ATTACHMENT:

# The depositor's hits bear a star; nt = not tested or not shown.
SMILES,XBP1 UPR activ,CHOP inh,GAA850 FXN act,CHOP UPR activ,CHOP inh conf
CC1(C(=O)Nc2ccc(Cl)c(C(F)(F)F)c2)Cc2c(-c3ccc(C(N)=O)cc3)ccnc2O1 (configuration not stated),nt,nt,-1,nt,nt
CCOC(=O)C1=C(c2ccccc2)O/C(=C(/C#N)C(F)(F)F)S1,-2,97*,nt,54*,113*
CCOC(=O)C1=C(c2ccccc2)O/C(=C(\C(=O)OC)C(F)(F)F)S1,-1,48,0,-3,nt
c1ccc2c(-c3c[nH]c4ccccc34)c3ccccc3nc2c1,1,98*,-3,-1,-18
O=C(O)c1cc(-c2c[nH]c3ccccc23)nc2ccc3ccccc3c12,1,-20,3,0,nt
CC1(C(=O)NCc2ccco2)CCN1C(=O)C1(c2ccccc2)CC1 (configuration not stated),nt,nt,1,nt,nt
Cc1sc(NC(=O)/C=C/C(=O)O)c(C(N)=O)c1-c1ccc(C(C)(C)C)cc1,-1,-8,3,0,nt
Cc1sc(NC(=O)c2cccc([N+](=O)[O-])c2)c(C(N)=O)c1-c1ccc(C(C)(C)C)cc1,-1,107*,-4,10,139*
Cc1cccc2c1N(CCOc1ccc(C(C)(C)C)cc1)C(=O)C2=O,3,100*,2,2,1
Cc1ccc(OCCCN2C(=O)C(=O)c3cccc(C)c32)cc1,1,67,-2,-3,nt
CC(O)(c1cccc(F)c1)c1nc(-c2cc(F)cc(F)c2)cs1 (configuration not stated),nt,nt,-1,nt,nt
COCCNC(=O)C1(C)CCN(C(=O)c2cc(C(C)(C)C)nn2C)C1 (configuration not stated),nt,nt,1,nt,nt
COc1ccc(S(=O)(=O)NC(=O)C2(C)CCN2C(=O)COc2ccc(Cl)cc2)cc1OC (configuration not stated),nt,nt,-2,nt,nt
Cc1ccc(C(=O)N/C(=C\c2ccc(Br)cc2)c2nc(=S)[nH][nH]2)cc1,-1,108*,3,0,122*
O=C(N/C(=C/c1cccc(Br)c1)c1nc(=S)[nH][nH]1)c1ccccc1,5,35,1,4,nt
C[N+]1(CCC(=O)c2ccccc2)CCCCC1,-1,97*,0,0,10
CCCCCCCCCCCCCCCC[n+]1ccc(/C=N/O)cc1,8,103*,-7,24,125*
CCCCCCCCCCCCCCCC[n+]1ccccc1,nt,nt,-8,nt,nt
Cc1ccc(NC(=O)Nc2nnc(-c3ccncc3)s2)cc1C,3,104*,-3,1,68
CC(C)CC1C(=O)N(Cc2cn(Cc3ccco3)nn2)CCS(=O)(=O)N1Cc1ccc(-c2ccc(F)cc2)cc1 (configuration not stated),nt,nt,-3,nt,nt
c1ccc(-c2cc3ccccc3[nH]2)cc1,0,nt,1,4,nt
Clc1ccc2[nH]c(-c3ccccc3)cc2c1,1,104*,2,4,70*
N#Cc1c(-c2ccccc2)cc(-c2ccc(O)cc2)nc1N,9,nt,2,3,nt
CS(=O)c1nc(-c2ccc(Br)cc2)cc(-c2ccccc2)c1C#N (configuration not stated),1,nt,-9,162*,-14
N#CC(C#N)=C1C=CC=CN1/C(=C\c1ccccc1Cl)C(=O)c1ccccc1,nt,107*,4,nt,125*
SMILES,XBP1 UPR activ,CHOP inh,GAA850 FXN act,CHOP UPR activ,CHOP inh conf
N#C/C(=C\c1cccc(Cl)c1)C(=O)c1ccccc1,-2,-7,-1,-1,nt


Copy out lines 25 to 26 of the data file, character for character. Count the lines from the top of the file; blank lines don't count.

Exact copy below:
N#Cc1c(-c2ccccc2)cc(-c2ccc(O)cc2)nc1N,9,nt,2,3,nt
CS(=O)c1nc(-c2ccc(Br)cc2)cc(-c2ccccc2)c1C#N (configuration not stated),1,nt,-9,162*,-14